Beluga Spotlight: Kristin Smith, CEO of Blockchain Association

By  Will McKinnon March 26, 2024

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About Kristin

Kristin is CEO of the Blockchain Association, the Washington DC-based trade association representing nearly 100 of the industry's leading companies. Kristin serves as a liaison between policymakers and the cryptocurrency industry to assist in the creation of legislation and regulation that promotes the growth of the cryptocurrency ecosystem in the U.S.

She is also a leading, public voice advocating for the cryptocurrency and blockchain industry through top-tier media interviews, op-eds and letters to the editor, and global speaking engagements. Kristin is a renowned voice for the industry, having been featured on Fortune's 2020 40 under 40 in Government and Politics, CoinDesk's 2021 50 people who defined the year in crypto, and CoinTelegraph's 2022 top 100 Influencers in Crypto and Blockchain.

Prior to leading the Blockchain Association, Kristin helped technology companies achieve their public policy objectives in Washington. She served as a Senate and congressional aide on Capitol Hill for nearly ten years, much of which was spent focusing on technology policy. Kristin is an advisor to multiple start-ups and serves on the boards of Filecoin Foundation for the Decentralized Web and Skybridge Capital's G and GII Funds.

Interview

1. You had a very successful career as a lobbyist in Washington DC. How did you end up in crypto?

Prior to leading the Blockchain Association, I worked at a multi-client firm helping technology companies achieve their public policy objectives in Washington. Before that, I served as a Senate and Congressional aide on Capitol Hill for nearly ten years, much of which was spent focusing on technology policy. I focused on Internet policy around the time that Web 1 was becoming Web 2. When I learned about Bitcoin and blockchain, I realized that there was an opportunity to bring the web back in line with its early, decentralized vision.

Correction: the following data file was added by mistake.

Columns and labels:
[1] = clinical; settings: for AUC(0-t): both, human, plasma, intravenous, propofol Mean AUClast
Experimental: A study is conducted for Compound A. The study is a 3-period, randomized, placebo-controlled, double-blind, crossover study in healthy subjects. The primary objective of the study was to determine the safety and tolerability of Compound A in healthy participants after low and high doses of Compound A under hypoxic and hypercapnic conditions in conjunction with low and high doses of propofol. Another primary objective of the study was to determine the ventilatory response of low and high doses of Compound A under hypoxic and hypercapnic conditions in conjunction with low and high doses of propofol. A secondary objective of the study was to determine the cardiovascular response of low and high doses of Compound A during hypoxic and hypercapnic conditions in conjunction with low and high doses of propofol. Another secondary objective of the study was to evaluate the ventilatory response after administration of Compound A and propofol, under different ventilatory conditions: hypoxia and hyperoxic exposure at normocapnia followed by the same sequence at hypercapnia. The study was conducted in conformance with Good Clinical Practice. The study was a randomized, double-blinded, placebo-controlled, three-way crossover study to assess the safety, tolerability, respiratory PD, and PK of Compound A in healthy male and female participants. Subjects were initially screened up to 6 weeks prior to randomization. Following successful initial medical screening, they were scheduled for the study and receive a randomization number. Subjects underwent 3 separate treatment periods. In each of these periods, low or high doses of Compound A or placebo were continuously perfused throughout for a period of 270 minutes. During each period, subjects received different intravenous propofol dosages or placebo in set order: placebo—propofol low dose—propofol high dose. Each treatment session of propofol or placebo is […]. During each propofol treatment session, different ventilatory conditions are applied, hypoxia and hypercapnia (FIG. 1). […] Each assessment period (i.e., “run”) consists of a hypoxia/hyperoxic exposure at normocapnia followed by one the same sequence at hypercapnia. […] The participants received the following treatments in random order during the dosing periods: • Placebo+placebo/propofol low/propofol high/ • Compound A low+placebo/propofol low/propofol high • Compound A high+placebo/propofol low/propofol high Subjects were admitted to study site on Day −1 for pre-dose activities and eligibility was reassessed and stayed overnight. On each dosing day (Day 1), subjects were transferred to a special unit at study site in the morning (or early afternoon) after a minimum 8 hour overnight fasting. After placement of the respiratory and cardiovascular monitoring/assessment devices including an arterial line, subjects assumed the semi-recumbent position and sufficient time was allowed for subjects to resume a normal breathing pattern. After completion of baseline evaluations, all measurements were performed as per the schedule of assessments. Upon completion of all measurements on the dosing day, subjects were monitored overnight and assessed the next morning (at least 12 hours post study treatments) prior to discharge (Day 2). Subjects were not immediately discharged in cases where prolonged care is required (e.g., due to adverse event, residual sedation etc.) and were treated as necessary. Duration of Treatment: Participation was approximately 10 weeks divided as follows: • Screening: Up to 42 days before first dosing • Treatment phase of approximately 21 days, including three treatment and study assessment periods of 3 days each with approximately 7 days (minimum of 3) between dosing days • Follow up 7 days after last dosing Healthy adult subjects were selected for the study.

2. What does the Blockchain Association do? And What are your goals or mission?

We are the leading nonprofit organization dedicated to promoting a pro-innovation policy environment for the digital asset economy. We work with our members to educate policymakers about blockchain technology and its ability to pave the way for a more secure, competitive, and consumer-friendly digital marketplace. Our mission is to advance the future of crypto in the United States, promoting the potential of blockchain technology and shaping policy that ensures its success.

3. What are some of the projects or campaigns that you've worked on?

We have skilled teams focused on four major areas: policy, legal, government relations, and communications. The industry really came of age in DC during the fight over the 2021 Infrastructure Bill, where we helped organize a policy response and support grassroots efforts to push back on harmful legislation. Since then we have worked to build out our impact litigation strategy, filing numerous amicus briefs in critical cases for the industry. We also have published countless memos and research papers providing policy analysis for our members. Our lobbyists are constantly in meetings on the Hill working to educate policymakers on our industry, and we have run public-facing campaigns that include websites, ads, and op-eds. Much of our work can be found on the BA website.

4. Crypto companies like Coinbase have started spending time and money in Washington DC. What effect is this having on the industry?